Reviews in Fish Biology and Fisheries

, Volume 27, Issue 2, pp 363–391 | Cite as

Climate change as a long-term stressor for the fisheries of the Laurentian Great Lakes of North America

  • Paris D. CollingsworthEmail author
  • David B. Bunnell
  • Michael W. Murray
  • Yu-Chun Kao
  • Zachary S. Feiner
  • Randall M. Claramunt
  • Brent M. Lofgren
  • Tomas O. Höök
  • Stuart A. Ludsin
Research Paper


The Laurentian Great Lakes of North America provide valuable ecosystem services, including fisheries, to the surrounding population. Given the prevalence of other anthropogenic stressors that have historically affected the fisheries of the Great Lakes (e.g., eutrophication, invasive species, overfishing), climate change is often viewed as a long-term stressor and, subsequently, may not always be prioritized by managers and researchers. However, climate change has the potential to negatively affect fish and fisheries in the Great Lakes through its influence on habitat. In this paper, we (1) summarize projected changes in climate and fish habitat in the Great Lakes; (2) summarize fish responses to climate change in the Great Lakes; (3) describe key interactions between climate change and other stressors relevant to Great Lakes fish, and (4) summarize how climate change can be incorporated into fisheries management. In general, fish habitat is projected to be characterized by warmer temperatures throughout the water column, less ice cover, longer periods of stratification, and more frequent and widespread periods of bottom hypoxia in productive areas of the Great Lakes. Based solely on thermal habitat, fish populations theoretically could experience prolonged optimal growth environment within a changing climate, however, models that assess physical habitat influences at specific life stages convey a more complex picture. Looking at specific interactions with other stressors, climate change may exacerbate the negative impacts of both eutrophication and invasive species for fish habitat in the Great Lakes. Although expanding monitoring and research to consider climate change interactions with currently studied stressors, may offer managers the best opportunity to keep the valuable Great Lakes fisheries sustainable, this expansion is globally applicable for large lake ecosystem dealing with multiple stressors in the face of continued human-driven changes.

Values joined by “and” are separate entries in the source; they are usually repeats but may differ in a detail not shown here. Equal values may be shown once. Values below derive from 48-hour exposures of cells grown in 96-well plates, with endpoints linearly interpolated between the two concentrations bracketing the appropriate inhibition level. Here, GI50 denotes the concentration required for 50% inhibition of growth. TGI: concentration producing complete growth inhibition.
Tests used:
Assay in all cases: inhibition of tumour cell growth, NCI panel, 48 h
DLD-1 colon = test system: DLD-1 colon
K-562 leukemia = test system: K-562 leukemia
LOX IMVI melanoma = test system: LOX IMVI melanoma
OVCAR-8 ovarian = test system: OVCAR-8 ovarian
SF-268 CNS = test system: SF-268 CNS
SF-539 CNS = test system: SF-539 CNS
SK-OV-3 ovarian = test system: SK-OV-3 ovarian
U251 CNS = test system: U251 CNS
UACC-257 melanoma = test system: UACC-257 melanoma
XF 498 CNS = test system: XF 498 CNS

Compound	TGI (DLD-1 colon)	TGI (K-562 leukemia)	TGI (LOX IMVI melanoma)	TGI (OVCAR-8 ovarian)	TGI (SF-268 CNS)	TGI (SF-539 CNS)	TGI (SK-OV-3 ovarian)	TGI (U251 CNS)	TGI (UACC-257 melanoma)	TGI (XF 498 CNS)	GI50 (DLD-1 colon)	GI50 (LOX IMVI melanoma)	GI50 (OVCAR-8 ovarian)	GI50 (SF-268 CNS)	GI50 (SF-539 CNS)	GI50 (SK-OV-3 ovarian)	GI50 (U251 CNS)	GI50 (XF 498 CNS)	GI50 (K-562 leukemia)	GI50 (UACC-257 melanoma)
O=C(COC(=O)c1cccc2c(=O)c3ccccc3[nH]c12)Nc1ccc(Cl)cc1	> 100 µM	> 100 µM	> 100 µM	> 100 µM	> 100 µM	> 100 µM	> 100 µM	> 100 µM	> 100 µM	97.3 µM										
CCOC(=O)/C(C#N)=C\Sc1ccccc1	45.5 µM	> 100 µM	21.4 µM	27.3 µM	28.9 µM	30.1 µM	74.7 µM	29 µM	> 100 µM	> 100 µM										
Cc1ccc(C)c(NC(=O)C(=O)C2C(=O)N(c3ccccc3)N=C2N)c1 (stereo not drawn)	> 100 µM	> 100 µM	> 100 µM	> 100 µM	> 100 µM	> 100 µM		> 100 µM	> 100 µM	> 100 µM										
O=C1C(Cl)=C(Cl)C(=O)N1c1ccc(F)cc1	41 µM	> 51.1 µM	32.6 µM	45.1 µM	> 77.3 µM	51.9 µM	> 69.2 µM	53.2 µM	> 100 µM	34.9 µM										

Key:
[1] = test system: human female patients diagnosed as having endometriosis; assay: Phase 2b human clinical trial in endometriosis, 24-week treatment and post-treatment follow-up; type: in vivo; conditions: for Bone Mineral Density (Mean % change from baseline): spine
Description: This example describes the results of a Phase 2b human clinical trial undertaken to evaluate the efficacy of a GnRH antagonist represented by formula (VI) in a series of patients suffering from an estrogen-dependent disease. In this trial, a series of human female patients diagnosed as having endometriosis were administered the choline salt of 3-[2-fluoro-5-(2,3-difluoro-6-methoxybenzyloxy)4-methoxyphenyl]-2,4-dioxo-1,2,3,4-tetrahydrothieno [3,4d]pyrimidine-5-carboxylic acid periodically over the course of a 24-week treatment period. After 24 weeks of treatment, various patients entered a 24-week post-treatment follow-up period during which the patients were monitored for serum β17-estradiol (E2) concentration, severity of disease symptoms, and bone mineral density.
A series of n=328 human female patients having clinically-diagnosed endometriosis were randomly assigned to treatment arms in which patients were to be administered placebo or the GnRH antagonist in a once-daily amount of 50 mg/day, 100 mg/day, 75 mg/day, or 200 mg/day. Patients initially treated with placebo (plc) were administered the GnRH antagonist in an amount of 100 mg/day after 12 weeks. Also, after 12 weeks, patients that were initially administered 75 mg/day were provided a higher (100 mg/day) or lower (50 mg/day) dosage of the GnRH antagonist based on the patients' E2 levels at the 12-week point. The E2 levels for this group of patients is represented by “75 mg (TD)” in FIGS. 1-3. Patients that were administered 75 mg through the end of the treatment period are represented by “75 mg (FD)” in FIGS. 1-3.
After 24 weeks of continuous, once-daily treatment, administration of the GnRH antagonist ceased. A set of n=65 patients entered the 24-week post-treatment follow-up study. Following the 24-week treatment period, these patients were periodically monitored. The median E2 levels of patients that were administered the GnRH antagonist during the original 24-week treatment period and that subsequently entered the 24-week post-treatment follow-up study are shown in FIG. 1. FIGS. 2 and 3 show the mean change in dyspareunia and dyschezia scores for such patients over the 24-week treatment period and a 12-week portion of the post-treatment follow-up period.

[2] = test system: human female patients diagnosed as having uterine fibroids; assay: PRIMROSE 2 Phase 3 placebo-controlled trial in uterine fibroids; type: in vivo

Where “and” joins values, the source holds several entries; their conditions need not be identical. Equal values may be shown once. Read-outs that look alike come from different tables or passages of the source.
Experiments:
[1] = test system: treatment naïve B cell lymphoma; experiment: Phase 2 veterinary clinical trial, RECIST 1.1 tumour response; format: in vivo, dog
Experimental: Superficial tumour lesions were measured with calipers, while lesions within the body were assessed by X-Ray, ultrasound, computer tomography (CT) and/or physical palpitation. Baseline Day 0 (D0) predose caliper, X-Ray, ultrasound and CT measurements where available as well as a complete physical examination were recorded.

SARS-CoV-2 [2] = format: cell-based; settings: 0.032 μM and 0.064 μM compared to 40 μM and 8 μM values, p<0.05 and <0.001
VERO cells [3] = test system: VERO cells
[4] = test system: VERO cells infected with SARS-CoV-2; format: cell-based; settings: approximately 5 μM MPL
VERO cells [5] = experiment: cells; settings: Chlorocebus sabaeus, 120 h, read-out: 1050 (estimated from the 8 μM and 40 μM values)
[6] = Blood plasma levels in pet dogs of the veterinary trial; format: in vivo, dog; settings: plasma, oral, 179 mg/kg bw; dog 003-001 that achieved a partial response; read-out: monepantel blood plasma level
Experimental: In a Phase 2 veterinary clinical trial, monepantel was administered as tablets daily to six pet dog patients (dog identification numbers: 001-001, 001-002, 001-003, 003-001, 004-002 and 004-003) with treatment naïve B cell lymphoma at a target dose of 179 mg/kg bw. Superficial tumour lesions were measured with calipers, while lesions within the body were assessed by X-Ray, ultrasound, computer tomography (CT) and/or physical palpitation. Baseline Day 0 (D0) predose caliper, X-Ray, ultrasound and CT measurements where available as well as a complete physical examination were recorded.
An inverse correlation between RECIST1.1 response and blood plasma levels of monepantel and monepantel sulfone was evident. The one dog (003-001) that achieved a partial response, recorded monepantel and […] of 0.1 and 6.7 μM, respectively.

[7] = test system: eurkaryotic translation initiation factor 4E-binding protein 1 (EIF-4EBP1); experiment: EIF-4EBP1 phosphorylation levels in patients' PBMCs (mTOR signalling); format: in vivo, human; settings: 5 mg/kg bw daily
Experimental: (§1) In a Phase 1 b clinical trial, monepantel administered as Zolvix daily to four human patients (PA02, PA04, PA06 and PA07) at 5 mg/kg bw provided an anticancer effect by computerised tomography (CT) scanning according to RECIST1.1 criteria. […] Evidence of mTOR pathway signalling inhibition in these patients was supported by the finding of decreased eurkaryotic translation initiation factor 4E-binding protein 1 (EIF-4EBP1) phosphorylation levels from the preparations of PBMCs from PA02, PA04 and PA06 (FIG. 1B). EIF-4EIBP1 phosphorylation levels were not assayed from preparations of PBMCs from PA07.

Great Lakes Climate change Fisheries Habitat Management 



The authors thank Mitch Zischke and three anonymous reviewers who provided helpful reviews of the manuscript. Funding for this work was provided by the U.S. Geological Survey, National Climate Change and Wildlife Science Center. Any use of trade, product, or firm names is for descriptive purposes only and does not imply endorsement by the U.S. Government.


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Copyright information

© Springer International Publishing Switzerland 2017

Authors and Affiliations

  • Paris D. Collingsworth
    • 1
    • 6
    Email author
  • David B. Bunnell
    • 2
  • Michael W. Murray
    • 3
  • Yu-Chun Kao
    • 2
    • 8
  • Zachary S. Feiner
    • 1
  • Randall M. Claramunt
    • 4
  • Brent M. Lofgren
    • 5
  • Tomas O. Höök
    • 1
    • 6
  • Stuart A. Ludsin
    • 7
  1. 1.Department of Forestry and Natural ResourcesPurdue UniversityWest LafayetteUSA
  2. 2.U. S. Geological SurveyGreat Lakes Science CenterAnn ArborUSA
  3. 3.National Wildlife FederationAugustaUSA
  4. 4.Charlevoix Fisheries Research StationMichigan Department of Natural ResourcesCharlevoixUSA
  5. 5.National Oceanic and Atmospheric Administration, Great Lakes Environmental Research LaboratoryAnn ArborUSA
  6. 6.Illinois-Indiana Sea Grant College ProgramPurdue UniversityWest LafayetteUSA
  7. 7.Aquatic Ecology Laboratory, Department of Evolution, Ecology, and Organismal BiologyThe Ohio State UniversityColumbusUSA
  8. 8.Center for Systems Integration and Sustainability, Department of Fisheries and WildlifeMichigan State UniversityEast LansingUSA

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